Title: George Washington Whitman to Thomas Jefferson Whitman, 15 May 1863
Date: May 15, 1863
Source: The transcription presented here is derived from George Washington Whitman, Civil War Letters of George Washington Whitman, ed. Jerome M. Loving (Durham, North Carolina: Duke University Press, 1975), 93-95. For a description of the editorial rationale behind our treatment of the correspondence, see our statement of editorial policy.
Location: Missouri Historical Society
Whitman Archive ID: mhs.00004
Contributors to digital file: Elizabeth Lorang, Kathryn Kruger, Gillian Price, and April Lambert
Near Lancaster Ky1
May 15th 1863
Dear Brother Jeff,
I believe I last wrote home from Lowell, but a fellow has to change about so often in this country, its hard work to remember where he was two days ago.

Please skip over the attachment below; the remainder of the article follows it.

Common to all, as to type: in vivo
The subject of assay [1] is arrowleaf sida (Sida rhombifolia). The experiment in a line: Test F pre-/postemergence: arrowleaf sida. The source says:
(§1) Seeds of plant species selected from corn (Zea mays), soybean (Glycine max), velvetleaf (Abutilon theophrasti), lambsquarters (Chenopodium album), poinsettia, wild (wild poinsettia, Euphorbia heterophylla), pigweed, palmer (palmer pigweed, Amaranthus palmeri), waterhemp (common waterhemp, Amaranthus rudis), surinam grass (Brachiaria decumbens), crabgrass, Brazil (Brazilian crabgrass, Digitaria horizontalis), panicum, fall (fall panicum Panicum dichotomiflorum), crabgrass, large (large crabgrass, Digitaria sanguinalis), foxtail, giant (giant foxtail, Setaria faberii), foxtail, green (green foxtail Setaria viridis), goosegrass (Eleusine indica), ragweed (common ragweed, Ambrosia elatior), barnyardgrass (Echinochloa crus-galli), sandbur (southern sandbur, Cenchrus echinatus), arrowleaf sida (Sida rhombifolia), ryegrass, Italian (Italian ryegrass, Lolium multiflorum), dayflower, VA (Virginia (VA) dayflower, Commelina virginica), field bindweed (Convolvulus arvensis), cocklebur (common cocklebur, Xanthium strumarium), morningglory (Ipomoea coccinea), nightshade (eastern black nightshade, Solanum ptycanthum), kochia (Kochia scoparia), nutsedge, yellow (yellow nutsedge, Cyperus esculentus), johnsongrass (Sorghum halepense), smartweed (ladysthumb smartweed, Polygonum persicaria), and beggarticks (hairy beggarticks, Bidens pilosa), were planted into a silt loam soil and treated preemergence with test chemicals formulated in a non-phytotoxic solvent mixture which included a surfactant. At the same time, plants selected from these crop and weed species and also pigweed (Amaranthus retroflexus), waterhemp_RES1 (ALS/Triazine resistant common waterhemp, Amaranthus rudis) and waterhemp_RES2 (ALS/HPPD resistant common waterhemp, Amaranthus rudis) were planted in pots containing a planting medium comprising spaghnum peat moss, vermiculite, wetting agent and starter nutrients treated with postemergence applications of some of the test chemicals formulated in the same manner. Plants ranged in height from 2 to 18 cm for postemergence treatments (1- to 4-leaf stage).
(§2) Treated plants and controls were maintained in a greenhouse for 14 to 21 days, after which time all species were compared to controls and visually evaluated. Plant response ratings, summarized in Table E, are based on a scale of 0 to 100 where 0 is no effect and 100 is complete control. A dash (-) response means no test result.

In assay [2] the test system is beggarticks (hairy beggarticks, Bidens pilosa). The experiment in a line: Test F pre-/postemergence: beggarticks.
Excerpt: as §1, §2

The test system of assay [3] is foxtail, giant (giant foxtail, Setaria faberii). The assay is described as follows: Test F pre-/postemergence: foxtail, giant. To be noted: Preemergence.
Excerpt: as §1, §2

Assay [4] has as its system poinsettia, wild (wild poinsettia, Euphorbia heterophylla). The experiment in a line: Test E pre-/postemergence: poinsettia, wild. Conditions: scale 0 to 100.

After staying at Lowell a couple of days we were ordered to pack up and move again, so we started back on the same road we went out on, and encamped about a mile from this place. After stopping there two days, our Regt was ordered down to this Villiage to do Provost duty in the Town. Lancaster is a small one horse specimen of a southren Villiage, about 32 miles from Lexington, in the central part of the state and 16 or 18 miles from any railroad communication. The country about here is splendid. the fruit trees are just now in full bloom the weather is fine, we are liveing first rate the men are all in good health, and we are haveing a good time generaly. Our Regt is now encamped on the outskirts of the Town in a nice shady spot all alone by ourselvs, the rest of our Brigade and the First Brigade of our Division being encamped about a mile out of Town. We have everything comfortable here, but I think I already see signs of moveing, and it wont be many days before we will have to pull up stakes and be off. We have been very much disapointed in the result of the fighting on the Rappahannock,2 we had such favorable news from there at first, and Hooker managed things so nicely in crossing the river, and getting a good position, that I about made up my mind, that notwithstanding the bad luck, that has always attended the movements of the Potomac Army, it was about to do a big thing and I was almost sorry I wasent there to have a hand in. The account of the takeing of Richmond too was firmly believed here, as Gen Sturgis3recd. a Tel Dix4 (said to be from Gen Burnside5) saying that Gen Dix had advanced by way of Petersburg and that Richmond was certainly in our posession, A few hours after the dispatch was recd, there came another from the same source confirming the first, and although I had not believed the news at first, I finaly began to think there must be some truth in it. And then to find out that we had not only not, taken Richmond, but that Hooker had been obliged to recross the river, was a terrible let down I can tell you. Still I have faith in Hooker and believe he will yet do something big, and takeing into account the many disadvantges he had to contend with, (the storm and the devilish cowardice of the Dutchman of the 11th Corps6) I dont know as any other man could have done better than he. One thing I think is plain, in crossing the river and getting in the rear of Lee's army in the manner he did, Hooker showed fine generalship and altogather, I think more of him than I did before the fight.